Friday, June 16, 2006

My High School Years re-visited

Rap releases in recent months have had me thinking that it was 1995 instead of 2006.

Rappers like The Coup, Ice Cube, E-40 and Busta Rhymes have all put out new albums this year. All released albums 10 years ago within a year's time frame.

In 1994, The Coup released "Genocide and Juice," the same year Ice Cube released "Lethal Injection" and E-40 delivered "The Mail Man." Busta Rhymes was a member of the group Leaders of the New School, whose sophomore album "T.I.M.E." dropped in 1993.

I was still in high school during this time, and remember buying all of those releases back then. So I figured it was worth checking out the new releases from these rappers, especially considering that a 10-year rap career is equivalent to a 20-year career in Major League Baseball. Rap is a young man's game and the grizzled veterans still pumping out product deserve at least a nod from the hip-hop public, if not a curtain call ovation.

First on the list, E-40's album, "My Ghetto Report Card," has been out for a few months now. It's release was intended to be the nation's introduction to the Bay Area's "Hyphy Movement," which I've been pining about in my blog for a few months now.

The album, produced by Lil Jon and Rick Rock, has it's highs and lows. A definite high is the opening number, "Yay Area," which jacks Digable Planets (another veteran act attempting a comeback) on the hook. The "We be to rap what key be to lock" vocal sample sounds insanely pitch perfect when combined with Rick Rock's trembling drums. Another winner is the single "Tell Me When To Go," a club anthem and new school Yay area classic. If you haven't heard this one, you haven't been paying any attention to rap music in the past six months.

The Debbie Downer points come about six songs in, when you realize that the album is a marathon length when it only needed to be a sprint. At a robust 22 tracks, the album filler is half and half. By the time you drag across the finish line to the best lyrics on the song, the outstanding "Happy Just To Be Here," you feel so spent you almost can't appreciate the extended run.

Busta Rhymes is centering his latest album, "The Big Bang," as the platform for his "King of New York" campaign. He corronated himself such at Hot 97's Summer Jam a few weeks ago, according to written reports, but he has as much a chance of being Frank Black as Lil Wayne (which is to say, not much).

The problem is that "The Big Bang just doesn't pack that much bang. The best song, "NY S***" jacks a beat that's several years old (An old Diamond D track), and aspires to be the biggest NYC anthem since "Deja Vu" by Corey Guns and Al Tariq. Yes, NYC rap has been in steady decline since Snoop came through and crushed the buildings, but Busta as its savior? I love Bussa Bus, but even he can't bring the city out of its rut. And when you're trying to resurrect the NY state of mind using Dre's beats, maybe you're fighting a long-lost cause.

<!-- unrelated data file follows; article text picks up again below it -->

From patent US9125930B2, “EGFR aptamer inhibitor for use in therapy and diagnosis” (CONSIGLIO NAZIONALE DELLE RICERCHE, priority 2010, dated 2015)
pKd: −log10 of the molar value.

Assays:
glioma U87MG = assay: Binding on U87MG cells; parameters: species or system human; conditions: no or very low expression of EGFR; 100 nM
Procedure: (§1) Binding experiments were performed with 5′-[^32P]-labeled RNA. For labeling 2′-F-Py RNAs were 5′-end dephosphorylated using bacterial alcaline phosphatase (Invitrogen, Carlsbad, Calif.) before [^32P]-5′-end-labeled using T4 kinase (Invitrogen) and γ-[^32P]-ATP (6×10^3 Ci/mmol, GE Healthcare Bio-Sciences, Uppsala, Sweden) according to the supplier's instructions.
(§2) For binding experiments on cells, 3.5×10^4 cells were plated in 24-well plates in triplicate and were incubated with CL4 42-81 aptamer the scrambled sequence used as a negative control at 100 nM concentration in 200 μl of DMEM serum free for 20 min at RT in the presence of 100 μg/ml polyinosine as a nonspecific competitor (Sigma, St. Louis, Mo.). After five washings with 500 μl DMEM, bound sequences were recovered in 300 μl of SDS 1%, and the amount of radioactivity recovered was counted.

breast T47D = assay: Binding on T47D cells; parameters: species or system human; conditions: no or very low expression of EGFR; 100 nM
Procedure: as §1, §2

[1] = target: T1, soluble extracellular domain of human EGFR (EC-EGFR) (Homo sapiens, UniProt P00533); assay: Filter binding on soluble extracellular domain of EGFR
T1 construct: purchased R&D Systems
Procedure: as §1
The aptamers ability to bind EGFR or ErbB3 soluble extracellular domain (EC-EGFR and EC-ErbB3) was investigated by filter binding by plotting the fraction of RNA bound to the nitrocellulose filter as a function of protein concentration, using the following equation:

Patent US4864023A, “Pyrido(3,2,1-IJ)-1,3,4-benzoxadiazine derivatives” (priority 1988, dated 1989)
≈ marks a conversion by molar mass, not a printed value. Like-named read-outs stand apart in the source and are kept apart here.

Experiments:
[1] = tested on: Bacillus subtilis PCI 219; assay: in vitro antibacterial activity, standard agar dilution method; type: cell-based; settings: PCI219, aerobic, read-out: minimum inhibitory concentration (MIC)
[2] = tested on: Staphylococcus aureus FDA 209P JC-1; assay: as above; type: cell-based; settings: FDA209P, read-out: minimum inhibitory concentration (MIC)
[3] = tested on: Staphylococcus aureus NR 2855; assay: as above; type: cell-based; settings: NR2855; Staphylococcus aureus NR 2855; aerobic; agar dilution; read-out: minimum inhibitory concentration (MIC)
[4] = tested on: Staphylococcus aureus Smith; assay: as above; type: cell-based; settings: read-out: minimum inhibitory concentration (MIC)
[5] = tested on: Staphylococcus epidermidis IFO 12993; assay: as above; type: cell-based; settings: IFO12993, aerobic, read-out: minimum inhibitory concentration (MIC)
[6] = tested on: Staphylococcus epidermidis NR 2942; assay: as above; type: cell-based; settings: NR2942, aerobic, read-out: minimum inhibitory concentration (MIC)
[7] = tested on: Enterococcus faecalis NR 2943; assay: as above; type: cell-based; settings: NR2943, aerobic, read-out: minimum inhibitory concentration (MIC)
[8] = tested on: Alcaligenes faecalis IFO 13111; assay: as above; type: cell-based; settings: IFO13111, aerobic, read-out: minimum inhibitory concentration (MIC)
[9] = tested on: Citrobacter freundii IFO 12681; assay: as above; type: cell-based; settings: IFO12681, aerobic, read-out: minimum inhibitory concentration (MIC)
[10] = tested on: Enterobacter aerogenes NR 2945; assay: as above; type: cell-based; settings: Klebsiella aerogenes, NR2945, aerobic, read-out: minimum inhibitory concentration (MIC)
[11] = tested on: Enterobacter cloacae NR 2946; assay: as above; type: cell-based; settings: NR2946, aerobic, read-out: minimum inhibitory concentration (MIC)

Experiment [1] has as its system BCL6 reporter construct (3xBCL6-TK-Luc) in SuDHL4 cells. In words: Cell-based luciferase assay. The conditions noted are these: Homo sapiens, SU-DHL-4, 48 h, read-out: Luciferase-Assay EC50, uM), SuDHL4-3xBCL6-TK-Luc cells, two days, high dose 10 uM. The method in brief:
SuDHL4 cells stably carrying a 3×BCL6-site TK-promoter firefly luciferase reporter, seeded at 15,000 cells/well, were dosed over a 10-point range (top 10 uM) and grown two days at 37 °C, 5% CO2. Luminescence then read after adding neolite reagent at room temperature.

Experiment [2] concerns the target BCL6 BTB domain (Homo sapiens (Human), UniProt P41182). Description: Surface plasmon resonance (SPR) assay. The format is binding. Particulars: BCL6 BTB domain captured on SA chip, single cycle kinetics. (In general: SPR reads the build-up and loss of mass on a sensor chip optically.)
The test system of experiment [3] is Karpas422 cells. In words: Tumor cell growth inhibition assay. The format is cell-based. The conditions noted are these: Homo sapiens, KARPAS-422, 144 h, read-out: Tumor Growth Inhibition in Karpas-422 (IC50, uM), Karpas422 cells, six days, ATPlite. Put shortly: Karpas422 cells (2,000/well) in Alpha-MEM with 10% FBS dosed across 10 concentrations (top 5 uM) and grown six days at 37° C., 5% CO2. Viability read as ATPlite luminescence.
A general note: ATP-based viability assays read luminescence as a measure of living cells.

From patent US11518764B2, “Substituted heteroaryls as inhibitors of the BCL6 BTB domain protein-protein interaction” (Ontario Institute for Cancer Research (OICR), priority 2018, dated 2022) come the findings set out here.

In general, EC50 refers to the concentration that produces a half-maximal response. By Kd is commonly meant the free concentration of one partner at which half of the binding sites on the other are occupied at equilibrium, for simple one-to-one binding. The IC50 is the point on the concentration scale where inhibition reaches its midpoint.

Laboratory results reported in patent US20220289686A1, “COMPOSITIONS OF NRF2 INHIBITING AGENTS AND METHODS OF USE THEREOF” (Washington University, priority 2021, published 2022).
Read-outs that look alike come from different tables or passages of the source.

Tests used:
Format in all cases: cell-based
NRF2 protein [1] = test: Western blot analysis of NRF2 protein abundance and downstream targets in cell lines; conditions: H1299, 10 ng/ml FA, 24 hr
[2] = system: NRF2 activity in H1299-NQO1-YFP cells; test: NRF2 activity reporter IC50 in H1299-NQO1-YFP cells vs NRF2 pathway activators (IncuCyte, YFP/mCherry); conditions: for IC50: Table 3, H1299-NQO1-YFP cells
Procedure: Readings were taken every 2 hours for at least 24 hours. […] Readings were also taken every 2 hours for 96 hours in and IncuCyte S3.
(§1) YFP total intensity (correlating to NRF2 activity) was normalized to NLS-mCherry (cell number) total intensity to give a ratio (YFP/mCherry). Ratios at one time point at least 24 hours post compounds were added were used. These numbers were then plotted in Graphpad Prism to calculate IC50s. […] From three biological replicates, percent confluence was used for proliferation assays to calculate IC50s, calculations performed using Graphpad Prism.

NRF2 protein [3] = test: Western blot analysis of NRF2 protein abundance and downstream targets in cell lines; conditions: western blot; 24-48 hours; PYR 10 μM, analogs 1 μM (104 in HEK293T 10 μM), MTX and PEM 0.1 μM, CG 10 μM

Ice Cube, meanwhile, could himself have tried to bill his latest album "Laugh Now, Cry Later," as another attempt to resurrect the West Coast, but he knows better. Instead, he simply reaffirms his status as West Coast don, almost like" The Soprano's" Johnny Sac returning from the pen and taking back his spot as the boss of Brooklyn.

Cube's first sing, the hell-raising "Why We Thugs," updates the revolutionary but gangsta steez he originated on his first two albums, the classics "Amerikka's Most Wanted" and "Death Certificate." The album's hook asks the very serious question "They give us guns and drugs/then wonder why in the f*** we thugs." It takes aim at Bush and Clinton without falling into arm chair political rhetoric, and the beat is a monster.

The rest of the album falls right in line with that barn burner. Cube wins by simply doing what he's always done: big upping the West Coast and apologizing for nothing. The gangsta you love to hate is back.

So to are hip-hop's favorite anarchists, The Coup. Their debut, 1993's "Kill My Landlord," is easily one of my top ten all time favorite albums. And with "Pick a Bigger Weapon," they bust out as rap's version of SF Giants shortstop Omar Vizquel, savvy veterans who maintain success by simply improving on their winning formula.
Whereas Vizquel uses his golden glove and on-base-percentage, The Coup dazzle with grass-roots activism and Oakland funk. Like Vizquel joining the Giants lineup, The Coup strayed from long-time independent status to release an album on punk rock imprint Epitaph.

"Pick a Bigger Weapon's" secret weapon is Boots Riley's underappreciated lyricism. Boots has always been a thought-provoking rapper, but he seems to have found the balance this time out, with songs like "I Just Want to Lay Around All Day in Bed With You" and "My Favorite Mutiny" serving as the perfect framework for Riley's mind spray. And the latter finds Riley in appropriate company: MC's Black Thought and Talib Kweli, some of the most effective lyrical assassins, stand side by side with Rilly in killing the track.

And more than a decade after my first exposure to The Coup, it's great to hear that they are maintaining not only their relevancy, but quality of work this far in the game.

Quick Note: Savvy readers may have picked up on the fact that I have been on an unannounced hiatus the past few weeks. I will continue to be on hiatus through the rest of June (although a show review may pop up in spots). Fear not. I have not abandoned ship, but am merely taking a moment to re-charge my batteries and line up some more goodness through the summer. In the meantime, be patient, shoot me your comments, and keep clicking the link to the picture of the guy with the chubby cheeks. Al Rato.

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